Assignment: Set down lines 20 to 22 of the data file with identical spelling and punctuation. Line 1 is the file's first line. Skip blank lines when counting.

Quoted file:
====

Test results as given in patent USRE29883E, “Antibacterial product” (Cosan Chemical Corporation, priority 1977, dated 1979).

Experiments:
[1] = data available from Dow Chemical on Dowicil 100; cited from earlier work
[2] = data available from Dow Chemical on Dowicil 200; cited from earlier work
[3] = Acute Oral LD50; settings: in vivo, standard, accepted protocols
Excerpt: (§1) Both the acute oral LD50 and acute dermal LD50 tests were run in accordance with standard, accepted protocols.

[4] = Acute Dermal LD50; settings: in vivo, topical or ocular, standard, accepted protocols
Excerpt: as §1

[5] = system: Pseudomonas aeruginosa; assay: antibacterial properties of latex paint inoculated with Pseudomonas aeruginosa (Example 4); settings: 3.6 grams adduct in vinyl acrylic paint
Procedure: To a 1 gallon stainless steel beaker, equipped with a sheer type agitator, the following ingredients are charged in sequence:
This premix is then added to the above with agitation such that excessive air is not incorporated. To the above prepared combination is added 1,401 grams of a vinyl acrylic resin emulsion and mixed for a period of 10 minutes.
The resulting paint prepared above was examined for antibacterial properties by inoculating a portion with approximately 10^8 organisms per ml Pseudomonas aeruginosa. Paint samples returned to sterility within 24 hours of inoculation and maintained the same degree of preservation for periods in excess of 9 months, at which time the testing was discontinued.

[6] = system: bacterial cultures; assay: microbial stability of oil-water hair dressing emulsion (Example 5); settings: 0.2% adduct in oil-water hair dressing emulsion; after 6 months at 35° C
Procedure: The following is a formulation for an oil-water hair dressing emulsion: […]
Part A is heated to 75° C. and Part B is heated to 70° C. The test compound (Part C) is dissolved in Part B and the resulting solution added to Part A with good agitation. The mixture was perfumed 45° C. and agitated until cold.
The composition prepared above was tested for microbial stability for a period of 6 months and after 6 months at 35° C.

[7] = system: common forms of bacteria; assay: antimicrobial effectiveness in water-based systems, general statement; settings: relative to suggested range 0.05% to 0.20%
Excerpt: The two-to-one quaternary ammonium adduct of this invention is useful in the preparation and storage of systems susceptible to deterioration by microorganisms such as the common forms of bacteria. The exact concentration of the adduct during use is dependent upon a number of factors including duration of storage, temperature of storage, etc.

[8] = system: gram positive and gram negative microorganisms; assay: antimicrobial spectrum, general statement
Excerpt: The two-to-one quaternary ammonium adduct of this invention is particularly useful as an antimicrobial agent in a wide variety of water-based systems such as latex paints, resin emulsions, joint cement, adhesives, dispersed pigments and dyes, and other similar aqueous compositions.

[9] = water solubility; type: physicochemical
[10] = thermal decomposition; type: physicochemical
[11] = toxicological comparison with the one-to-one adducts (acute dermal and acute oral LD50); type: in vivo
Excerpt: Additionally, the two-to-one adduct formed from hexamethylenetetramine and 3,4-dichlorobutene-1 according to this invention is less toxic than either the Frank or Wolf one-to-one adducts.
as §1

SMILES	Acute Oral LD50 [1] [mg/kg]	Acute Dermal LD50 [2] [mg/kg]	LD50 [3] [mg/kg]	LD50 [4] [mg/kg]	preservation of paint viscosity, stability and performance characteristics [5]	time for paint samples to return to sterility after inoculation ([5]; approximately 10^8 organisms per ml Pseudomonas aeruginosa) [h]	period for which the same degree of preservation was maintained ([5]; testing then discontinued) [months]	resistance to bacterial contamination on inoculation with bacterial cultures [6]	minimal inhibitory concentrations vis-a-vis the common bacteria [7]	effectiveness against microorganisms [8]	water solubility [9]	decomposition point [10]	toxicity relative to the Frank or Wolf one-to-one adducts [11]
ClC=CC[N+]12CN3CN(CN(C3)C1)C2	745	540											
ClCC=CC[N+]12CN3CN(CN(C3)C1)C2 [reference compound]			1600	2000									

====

Excerpt: The two-to-one quaternary ammonium adduct of this invention is particularly useful as an antimicrobial agent in a wide variety of water-based systems such as latex paints, resin emulsions, joint cement, adhesives, dispersed pigments and dyes, and other similar aqueous compositions.

[9] = water solubility; type: physicochemical
[10] = thermal decomposition; type: physicochemical